Not only does the DOJ call out Apple for making messaging worse outside of the Apple ecosystem, they also point to the social stigma the experiences causes among certain demographics, particularly younger users:

Many non-iPhone
users also experience social stigma, exclusion, and blame for “breaking” chats where other
participants own iPhones. This effect is particularly powerful for certain demographics, like
teenagers—where the iPhone’s share is 85 percent, according to one survey. This social pressure
reinforces switching costs and drives users to continue buying iPhones—solidifying Apple’s
smartphone dominance not because Apple has made its smartphone better, but because it has
made communicating with other smartphones worse.

Mic drop.

The DOJ has the quotes to back up its assessments, too: They highlight a March 2016 email forwarded to CEO Tim Cook from Apple’s senior vice president of worldwide marketing that said, “Moving iMessage to Android will hurt us more than help us.” The more damning quote though—at least in my opinion—came from a Q&A in 2022. Someone questioning Cook said, “It’s tough…not to make it personal, but I can’t send my mom certain videos.” Apple’s CEO responded with, “Buy your mom an iPhone.” Ouch.

Things will be changing soon

Even before the DOJ set its sights on Apple, change was in the air. Back in November, the company announced it would bring RCS to iPhones, finally bridging the gap between platforms. If Google is to be believed, RCS support will launch in fall of this year, perhaps as part of iOS 18.

Once Apple supports RCS, messaging an Android device won’t feel much different than messaging an iPhone. Sure, you won’t be able to initiate a FaceTime call as easily (although there is a workaround to FaceTime an Android user), but you’ll be able to send high-quality pictures and videos, create group chats that don’t suck, and trust that your messages are protected by the same end-to-end encryption you expect from iMessage. (SMS is wildly insecure, people.)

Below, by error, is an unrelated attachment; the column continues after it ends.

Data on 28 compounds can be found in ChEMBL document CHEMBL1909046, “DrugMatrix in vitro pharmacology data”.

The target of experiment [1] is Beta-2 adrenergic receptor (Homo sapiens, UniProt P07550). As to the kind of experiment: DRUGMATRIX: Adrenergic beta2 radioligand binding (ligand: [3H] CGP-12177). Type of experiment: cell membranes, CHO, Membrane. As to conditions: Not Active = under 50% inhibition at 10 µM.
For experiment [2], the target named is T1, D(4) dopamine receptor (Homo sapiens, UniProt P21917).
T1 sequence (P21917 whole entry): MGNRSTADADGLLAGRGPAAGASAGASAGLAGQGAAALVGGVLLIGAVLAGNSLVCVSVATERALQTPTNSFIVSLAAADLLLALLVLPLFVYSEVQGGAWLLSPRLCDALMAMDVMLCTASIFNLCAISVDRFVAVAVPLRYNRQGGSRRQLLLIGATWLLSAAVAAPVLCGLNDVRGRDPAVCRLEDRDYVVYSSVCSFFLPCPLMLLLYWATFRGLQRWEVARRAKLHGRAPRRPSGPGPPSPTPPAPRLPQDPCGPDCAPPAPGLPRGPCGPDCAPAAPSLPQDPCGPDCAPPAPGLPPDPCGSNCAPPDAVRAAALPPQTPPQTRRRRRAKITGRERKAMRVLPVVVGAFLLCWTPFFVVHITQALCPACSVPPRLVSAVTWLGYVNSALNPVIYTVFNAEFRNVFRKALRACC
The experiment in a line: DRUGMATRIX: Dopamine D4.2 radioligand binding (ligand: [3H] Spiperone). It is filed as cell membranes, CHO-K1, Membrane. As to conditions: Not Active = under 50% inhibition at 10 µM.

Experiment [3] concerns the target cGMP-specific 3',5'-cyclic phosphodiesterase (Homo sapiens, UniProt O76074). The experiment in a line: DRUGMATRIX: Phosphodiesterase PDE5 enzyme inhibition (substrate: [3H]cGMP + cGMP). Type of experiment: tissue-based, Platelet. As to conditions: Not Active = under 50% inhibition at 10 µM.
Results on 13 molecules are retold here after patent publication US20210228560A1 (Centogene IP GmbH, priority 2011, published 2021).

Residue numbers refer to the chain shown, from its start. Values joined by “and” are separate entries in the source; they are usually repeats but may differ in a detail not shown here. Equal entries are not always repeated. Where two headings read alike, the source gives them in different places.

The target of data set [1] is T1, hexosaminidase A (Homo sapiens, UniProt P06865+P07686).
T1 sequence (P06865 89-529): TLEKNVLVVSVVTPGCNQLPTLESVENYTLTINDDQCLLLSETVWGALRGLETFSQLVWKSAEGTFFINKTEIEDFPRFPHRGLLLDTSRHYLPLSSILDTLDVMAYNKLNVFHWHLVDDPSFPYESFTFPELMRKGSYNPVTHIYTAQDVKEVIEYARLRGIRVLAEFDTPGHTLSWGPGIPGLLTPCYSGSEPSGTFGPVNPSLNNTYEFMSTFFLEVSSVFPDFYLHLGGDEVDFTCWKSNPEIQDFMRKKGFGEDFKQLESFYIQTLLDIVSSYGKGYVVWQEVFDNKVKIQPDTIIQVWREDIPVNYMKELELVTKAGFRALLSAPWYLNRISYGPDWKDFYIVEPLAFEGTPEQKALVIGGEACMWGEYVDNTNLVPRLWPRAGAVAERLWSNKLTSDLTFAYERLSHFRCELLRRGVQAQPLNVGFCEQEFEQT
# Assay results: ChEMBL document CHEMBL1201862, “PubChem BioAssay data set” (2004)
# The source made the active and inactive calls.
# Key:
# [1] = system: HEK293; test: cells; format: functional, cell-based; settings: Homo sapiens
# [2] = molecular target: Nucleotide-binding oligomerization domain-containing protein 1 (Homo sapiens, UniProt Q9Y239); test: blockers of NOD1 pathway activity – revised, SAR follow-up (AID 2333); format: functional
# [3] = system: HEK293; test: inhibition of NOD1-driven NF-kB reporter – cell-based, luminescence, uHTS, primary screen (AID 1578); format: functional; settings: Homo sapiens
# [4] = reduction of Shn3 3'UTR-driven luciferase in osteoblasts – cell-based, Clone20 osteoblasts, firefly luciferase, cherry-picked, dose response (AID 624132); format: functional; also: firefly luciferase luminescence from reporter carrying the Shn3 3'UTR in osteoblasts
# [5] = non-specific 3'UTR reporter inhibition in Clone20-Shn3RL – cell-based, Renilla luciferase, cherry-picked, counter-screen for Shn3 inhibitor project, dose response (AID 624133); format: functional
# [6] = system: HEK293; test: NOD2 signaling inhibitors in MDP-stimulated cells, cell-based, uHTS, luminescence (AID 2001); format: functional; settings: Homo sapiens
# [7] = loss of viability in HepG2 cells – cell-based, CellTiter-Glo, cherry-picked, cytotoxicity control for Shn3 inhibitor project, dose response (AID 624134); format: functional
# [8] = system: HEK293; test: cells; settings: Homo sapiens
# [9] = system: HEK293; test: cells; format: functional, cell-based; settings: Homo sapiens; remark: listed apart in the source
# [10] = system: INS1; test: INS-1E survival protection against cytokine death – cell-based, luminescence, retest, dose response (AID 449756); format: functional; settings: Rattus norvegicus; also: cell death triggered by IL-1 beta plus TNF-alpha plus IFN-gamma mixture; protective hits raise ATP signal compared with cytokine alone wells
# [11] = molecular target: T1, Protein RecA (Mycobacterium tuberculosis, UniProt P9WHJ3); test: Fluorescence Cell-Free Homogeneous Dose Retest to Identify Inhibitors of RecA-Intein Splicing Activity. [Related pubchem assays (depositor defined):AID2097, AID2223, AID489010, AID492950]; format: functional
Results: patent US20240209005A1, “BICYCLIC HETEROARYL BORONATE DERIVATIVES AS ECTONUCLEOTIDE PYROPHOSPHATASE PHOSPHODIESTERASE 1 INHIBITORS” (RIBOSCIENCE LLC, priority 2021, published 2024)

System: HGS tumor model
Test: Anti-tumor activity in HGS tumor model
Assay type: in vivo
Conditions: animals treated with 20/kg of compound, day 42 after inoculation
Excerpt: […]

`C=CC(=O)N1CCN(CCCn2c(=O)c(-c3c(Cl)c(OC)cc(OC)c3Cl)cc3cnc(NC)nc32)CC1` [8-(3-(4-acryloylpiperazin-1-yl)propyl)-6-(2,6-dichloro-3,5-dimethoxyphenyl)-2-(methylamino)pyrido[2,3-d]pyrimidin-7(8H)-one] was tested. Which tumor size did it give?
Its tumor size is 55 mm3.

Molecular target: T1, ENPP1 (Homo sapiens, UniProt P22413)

By the time the courts hear this case, the DOJ’s arguments about green bubbles may be largely irrelevant—and that’s a good thing for all of us. They’ll still be able to hit Apple over restricting third-party messaging apps on iOS, not to mention the rest of the charges in the 88-page lawsuit, but they won’t be able to say that Apple purposefully makes texting an Android a significantly worse and less secure experience. I fully expect Apple to continue to make it as clear as possible when you are messaging something other than an iPhone user (green bubbles are probably here to stay), but so long as RCS functions as it should, I don’t imagine it will be a huge deal.

My larger hope is that these changes will also reduce any stigma that comes with being a “green bubble” user. You would think that once texting becomes largely the same whether you’re using iMessage or RCS, people might drop the whole thing. But there are a lot of people out there that have a negative bias towards green bubbles, and they might not be so quick to change.

The DOJ may still have a case on this point if people don’t adjust their views once RCS hits the scene. However, hopefully the rest of us—and those new users just starting to message for the first time—won’t care what color our messaging bubbles are, so long as it just works.